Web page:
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Originally published Friday, October 11, 2013 at 7:51 PM

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Another general in charge of nuclear missiles is fired

Air Force officials said Maj. Gen. Michael Carey has been under investigation since the summer for accusations of “personal misbehavior” but would not specify what prompted his firing.


The Washington Post

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WASHINGTON — The Air Force fired a general in charge of all land-based nuclear missiles Friday, the second time in a week that a senior commander of the country’s nuclear arsenal has been let go for allegations of personal misconduct.

Maj. Gen. Michael Carey, commander of the 20th Air Force, was removed from his job “due to a loss of trust and confidence in his leadership and judgment,” said Brig. Gen. Les Kodlick, an Air Force spokesman.

Air Force officials said Carey has been under investigation since the summer for accusations of “personal misbehavior” but would not specify what prompted his firing.

Kodlick said the case did not involve drugs, sexual misconduct, gambling or any form of criminal activity, but he declined to comment when asked if alcohol played a role. He said he could not give details because the investigation was continuing.

“We wanted to make it very clear it wasn’t operations-related,” Kodlick said.

Carey’s firing comes two days after the Navy said it had fired a three-star admiral serving as the deputy commander of the U.S. Strategic Command, which oversees all nuclear-armed missiles, bombers and submarines.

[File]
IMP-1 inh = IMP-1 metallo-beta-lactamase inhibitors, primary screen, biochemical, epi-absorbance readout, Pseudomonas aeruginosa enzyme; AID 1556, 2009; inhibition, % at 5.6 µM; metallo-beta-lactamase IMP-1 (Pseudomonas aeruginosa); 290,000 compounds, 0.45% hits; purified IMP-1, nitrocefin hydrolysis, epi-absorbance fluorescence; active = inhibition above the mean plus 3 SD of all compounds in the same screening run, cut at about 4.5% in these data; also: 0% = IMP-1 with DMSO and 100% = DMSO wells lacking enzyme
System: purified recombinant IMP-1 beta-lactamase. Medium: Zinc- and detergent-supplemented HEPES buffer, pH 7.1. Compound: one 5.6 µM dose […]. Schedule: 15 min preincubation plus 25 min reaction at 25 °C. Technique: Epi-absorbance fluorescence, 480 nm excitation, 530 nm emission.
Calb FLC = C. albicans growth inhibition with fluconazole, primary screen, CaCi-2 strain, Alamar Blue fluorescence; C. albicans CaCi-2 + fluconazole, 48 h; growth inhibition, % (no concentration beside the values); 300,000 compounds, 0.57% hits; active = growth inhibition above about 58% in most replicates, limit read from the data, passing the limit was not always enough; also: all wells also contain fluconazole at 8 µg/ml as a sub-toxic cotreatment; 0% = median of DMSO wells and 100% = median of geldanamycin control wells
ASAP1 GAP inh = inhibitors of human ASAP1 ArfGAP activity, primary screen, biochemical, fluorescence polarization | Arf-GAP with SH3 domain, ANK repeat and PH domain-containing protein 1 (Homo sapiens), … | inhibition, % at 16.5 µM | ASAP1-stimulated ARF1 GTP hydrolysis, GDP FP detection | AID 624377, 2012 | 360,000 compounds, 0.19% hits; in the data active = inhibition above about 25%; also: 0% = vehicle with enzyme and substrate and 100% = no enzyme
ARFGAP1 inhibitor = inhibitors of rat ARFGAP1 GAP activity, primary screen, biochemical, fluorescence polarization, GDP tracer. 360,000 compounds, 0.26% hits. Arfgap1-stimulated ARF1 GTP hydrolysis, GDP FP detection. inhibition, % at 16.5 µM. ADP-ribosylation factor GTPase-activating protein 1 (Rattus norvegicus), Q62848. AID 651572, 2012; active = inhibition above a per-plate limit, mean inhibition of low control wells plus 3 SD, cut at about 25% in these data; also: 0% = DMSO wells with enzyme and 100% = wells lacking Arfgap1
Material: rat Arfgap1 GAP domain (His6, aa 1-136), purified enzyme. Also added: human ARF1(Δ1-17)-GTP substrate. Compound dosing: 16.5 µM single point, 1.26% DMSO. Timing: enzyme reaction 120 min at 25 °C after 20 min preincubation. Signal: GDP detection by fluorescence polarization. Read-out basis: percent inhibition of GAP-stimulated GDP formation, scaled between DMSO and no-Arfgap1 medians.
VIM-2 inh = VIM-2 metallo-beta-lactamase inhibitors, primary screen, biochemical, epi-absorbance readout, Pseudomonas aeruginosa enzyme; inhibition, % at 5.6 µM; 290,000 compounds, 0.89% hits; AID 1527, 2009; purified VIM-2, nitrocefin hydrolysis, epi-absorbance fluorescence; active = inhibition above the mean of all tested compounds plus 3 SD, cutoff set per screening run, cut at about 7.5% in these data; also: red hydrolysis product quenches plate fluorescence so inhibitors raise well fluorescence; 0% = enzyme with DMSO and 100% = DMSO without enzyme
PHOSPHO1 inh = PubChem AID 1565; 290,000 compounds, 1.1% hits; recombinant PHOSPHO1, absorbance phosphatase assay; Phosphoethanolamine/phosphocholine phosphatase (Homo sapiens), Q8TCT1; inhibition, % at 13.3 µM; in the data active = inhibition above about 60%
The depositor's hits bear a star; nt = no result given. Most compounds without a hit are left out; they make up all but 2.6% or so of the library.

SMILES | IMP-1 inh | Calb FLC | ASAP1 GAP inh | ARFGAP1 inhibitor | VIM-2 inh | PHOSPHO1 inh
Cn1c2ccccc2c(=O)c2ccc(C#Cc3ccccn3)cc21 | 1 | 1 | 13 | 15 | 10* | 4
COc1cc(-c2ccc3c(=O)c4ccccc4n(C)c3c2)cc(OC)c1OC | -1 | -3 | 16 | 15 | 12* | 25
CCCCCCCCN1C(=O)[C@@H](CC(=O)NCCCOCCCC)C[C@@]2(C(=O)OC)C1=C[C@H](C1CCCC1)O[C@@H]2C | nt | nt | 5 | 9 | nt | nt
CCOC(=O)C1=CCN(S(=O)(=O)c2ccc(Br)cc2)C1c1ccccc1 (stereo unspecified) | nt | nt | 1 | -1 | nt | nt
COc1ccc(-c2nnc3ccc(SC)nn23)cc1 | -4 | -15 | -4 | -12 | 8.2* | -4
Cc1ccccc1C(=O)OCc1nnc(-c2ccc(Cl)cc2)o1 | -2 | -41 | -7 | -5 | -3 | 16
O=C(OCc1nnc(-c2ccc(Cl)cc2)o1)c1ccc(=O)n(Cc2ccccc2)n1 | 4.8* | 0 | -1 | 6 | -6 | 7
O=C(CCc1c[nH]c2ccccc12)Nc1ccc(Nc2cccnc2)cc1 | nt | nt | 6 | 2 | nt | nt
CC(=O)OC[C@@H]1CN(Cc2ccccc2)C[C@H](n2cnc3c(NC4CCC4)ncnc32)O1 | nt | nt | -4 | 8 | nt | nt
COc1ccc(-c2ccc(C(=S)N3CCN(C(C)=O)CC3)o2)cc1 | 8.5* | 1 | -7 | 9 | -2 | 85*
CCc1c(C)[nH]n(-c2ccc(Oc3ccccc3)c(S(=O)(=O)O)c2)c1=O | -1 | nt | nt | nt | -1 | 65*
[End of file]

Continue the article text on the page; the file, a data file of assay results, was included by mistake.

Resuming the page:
In that case, Vice Adm. Tim Giardina remains under investigation by the Naval Criminal Investigative Service after he was allegedly caught using $1,500 in counterfeit gambling chips by a casino in Iowa. The casino is near Strategic Command headquarters in Omaha, Neb.

The U.S. military has seen a rash of generals and admirals lose their jobs in the past year for alleged personal misconduct. But the firings of Carey and Giardina were especially unusual, given their responsibility for nuclear weapons.

The 20th Air Force is responsible for operating intercontinental-ballistic missiles. Overall, the Air Force maintains about 450 Minuteman IIIs missiles at three bases in North Dakota, Wyoming and Montana.

The Air Force said Carey’s alleged misconduct occurred during a temporary assignment away from the 20th Air Force headquarters in Cheyenne, Wyo., although officials declined to say where it happened, or when.

The decision to relieve Carey of command was made by Lt. Gen. James Kowalski, head of the Air Force Global Strike Command.

The Air Force has been dogged by concerns about its management of nuclear forces. In August, the Air Force relieved a colonel in charge of a nuclear-weapons unit at Malmstrom Air Force Base in Montana, citing a “loss of confidence” in his leadership.

In 2008, Defense Secretary Robert Gates fired the Air Force’s top general and civilian leader after a series of nuclear gaffes, including an incident in which a B-52 bomber crew flew across the country without realizing that six cruise missiles on board had been loaded with nuclear warheads.



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